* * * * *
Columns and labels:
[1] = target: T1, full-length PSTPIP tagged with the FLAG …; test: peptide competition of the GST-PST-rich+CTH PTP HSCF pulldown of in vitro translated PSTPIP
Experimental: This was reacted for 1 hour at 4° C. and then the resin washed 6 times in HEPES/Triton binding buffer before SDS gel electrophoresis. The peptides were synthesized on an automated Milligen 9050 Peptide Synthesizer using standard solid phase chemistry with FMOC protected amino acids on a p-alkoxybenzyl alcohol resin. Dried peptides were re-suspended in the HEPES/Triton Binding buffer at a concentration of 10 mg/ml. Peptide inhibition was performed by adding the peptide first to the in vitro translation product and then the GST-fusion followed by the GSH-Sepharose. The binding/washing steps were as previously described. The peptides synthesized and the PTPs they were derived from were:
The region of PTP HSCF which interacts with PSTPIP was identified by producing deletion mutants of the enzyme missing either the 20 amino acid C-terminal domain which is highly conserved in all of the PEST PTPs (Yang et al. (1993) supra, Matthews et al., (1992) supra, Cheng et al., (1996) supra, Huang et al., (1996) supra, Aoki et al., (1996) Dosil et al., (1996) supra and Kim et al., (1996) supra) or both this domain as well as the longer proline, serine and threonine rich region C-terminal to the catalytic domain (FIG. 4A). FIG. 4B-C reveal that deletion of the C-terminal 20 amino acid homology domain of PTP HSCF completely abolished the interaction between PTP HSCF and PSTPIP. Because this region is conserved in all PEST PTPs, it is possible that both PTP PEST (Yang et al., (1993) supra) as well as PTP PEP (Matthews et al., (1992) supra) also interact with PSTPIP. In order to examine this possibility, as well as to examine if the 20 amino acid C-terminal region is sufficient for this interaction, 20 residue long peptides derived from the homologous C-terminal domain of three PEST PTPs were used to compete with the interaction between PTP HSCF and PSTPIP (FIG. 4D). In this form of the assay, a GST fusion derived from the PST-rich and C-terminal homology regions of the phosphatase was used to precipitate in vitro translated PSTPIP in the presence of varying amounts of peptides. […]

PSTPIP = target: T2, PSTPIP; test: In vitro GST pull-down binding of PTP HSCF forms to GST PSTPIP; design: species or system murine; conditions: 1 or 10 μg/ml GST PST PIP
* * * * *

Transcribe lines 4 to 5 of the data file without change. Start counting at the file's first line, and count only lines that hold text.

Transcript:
The region of PTP HSCF which interacts with PSTPIP was identified by producing deletion mutants of the enzyme missing either the 20 amino acid C-terminal domain which is highly conserved in all of the PEST PTPs (Yang et al. (1993) supra, Matthews et al., (1992) supra, Cheng et al., (1996) supra, Huang et al., (1996) supra, Aoki et al., (1996) Dosil et al., (1996) supra and Kim et al., (1996) supra) or both this domain as well as the longer proline, serine and threonine rich region C-terminal to the catalytic domain (FIG. 4A). FIG. 4B-C reveal that deletion of the C-terminal 20 amino acid homology domain of PTP HSCF completely abolished the interaction between PTP HSCF and PSTPIP. Because this region is conserved in all PEST PTPs, it is possible that both PTP PEST (Yang et al., (1993) supra) as well as PTP PEP (Matthews et al., (1992) supra) also interact with PSTPIP. In order to examine this possibility, as well as to examine if the 20 amino acid C-terminal region is sufficient for this interaction, 20 residue long peptides derived from the homologous C-terminal domain of three PEST PTPs were used to compete with the interaction between PTP HSCF and PSTPIP (FIG. 4D). In this form of the assay, a GST fusion derived from the PST-rich and C-terminal homology regions of the phosphatase was used to precipitate in vitro translated PSTPIP in the presence of varying amounts of peptides. […]

PSTPIP = target: T2, PSTPIP; test: In vitro GST pull-down binding of PTP HSCF forms to GST PSTPIP; design: species or system murine; conditions: 1 or 10 μg/ml GST PST PIP